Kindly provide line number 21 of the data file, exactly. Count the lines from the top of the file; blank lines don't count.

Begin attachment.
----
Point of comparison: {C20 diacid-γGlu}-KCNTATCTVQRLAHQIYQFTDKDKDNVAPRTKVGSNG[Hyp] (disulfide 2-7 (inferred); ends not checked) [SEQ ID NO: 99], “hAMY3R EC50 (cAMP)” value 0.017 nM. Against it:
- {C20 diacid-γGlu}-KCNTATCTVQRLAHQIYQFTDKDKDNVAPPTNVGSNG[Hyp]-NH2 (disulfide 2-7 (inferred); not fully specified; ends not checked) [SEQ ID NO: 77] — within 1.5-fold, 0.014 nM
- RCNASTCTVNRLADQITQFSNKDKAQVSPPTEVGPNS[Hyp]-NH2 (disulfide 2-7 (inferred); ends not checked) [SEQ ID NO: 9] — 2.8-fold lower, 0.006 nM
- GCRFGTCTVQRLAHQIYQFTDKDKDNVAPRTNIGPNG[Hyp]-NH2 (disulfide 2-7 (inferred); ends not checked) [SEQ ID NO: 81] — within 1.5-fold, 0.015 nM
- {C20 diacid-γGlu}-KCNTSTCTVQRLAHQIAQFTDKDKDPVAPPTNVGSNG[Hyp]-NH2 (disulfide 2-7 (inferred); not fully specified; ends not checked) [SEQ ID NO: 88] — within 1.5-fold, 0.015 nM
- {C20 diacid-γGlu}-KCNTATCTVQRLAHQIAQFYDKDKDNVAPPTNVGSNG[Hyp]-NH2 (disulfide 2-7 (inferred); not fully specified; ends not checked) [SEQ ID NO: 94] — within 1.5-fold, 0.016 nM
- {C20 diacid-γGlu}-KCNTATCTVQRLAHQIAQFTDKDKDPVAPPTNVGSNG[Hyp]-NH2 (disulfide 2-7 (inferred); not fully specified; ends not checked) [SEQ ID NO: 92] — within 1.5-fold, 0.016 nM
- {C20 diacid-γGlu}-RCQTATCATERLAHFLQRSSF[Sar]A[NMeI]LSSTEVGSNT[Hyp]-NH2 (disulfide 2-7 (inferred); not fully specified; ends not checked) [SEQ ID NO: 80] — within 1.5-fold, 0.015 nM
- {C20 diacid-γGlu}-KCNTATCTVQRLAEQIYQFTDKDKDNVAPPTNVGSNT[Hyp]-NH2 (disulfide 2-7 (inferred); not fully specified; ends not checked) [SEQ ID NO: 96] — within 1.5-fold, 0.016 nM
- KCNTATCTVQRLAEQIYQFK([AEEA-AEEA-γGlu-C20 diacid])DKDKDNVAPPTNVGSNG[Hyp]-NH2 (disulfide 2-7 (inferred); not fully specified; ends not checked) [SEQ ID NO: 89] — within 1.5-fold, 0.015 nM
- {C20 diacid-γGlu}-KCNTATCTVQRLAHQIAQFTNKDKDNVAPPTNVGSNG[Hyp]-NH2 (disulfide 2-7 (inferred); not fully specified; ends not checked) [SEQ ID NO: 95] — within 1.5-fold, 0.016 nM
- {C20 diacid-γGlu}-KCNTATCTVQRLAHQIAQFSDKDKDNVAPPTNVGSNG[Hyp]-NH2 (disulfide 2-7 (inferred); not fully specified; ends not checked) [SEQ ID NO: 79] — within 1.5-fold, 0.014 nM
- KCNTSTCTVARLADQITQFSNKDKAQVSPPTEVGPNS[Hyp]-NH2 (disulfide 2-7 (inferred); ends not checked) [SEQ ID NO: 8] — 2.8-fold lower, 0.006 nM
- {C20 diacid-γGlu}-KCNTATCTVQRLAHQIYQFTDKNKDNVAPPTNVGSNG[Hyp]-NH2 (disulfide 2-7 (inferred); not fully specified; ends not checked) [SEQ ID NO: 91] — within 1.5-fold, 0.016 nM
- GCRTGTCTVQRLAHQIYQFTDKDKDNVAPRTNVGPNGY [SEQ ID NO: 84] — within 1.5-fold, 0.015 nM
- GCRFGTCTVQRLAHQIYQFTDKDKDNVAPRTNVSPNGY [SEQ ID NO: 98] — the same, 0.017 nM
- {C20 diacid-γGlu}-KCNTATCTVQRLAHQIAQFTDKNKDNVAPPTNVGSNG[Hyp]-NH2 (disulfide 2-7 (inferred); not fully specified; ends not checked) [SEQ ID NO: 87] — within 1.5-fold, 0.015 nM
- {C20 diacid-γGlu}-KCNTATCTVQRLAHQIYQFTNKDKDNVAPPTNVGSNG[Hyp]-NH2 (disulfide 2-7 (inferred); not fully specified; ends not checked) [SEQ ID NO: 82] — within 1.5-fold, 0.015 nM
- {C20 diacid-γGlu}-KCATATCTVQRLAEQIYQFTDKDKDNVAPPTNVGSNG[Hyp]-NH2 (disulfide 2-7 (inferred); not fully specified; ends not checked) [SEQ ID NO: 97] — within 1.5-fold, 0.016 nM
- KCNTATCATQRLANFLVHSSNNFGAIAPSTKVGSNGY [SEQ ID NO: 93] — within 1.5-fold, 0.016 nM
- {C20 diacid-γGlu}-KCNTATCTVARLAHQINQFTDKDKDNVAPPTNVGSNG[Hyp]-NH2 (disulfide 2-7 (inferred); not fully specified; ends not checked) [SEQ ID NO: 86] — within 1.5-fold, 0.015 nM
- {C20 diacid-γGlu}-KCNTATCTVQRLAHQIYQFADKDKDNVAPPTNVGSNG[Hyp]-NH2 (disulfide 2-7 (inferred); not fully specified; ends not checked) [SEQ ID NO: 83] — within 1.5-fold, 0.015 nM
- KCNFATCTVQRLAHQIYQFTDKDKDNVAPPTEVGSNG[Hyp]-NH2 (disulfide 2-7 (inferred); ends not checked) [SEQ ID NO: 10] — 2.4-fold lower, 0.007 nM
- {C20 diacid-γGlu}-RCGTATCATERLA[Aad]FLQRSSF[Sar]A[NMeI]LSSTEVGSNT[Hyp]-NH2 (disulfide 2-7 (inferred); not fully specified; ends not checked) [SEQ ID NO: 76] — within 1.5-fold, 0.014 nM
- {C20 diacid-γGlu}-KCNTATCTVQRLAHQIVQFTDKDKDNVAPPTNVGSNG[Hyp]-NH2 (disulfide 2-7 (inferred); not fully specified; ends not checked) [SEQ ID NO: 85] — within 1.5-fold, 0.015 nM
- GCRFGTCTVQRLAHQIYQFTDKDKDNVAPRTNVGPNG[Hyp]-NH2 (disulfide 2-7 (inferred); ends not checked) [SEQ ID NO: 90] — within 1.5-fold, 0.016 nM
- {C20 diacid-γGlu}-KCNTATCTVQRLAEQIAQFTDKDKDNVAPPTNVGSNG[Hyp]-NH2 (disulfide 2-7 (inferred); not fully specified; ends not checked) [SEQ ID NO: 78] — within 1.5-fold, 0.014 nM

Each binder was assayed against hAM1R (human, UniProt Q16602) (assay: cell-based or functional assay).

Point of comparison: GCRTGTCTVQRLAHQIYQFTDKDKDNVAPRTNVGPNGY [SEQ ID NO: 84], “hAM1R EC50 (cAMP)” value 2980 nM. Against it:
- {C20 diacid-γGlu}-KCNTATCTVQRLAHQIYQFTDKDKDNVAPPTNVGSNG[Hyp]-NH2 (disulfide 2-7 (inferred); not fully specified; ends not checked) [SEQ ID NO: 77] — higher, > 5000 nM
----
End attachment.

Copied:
- {C20 diacid-γGlu}-KCNTATCTVARLAHQINQFTDKDKDNVAPPTNVGSNG[Hyp]-NH2 (disulfide 2-7 (inferred); not fully specified; ends not checked) [SEQ ID NO: 86] — within 1.5-fold, 0.015 nM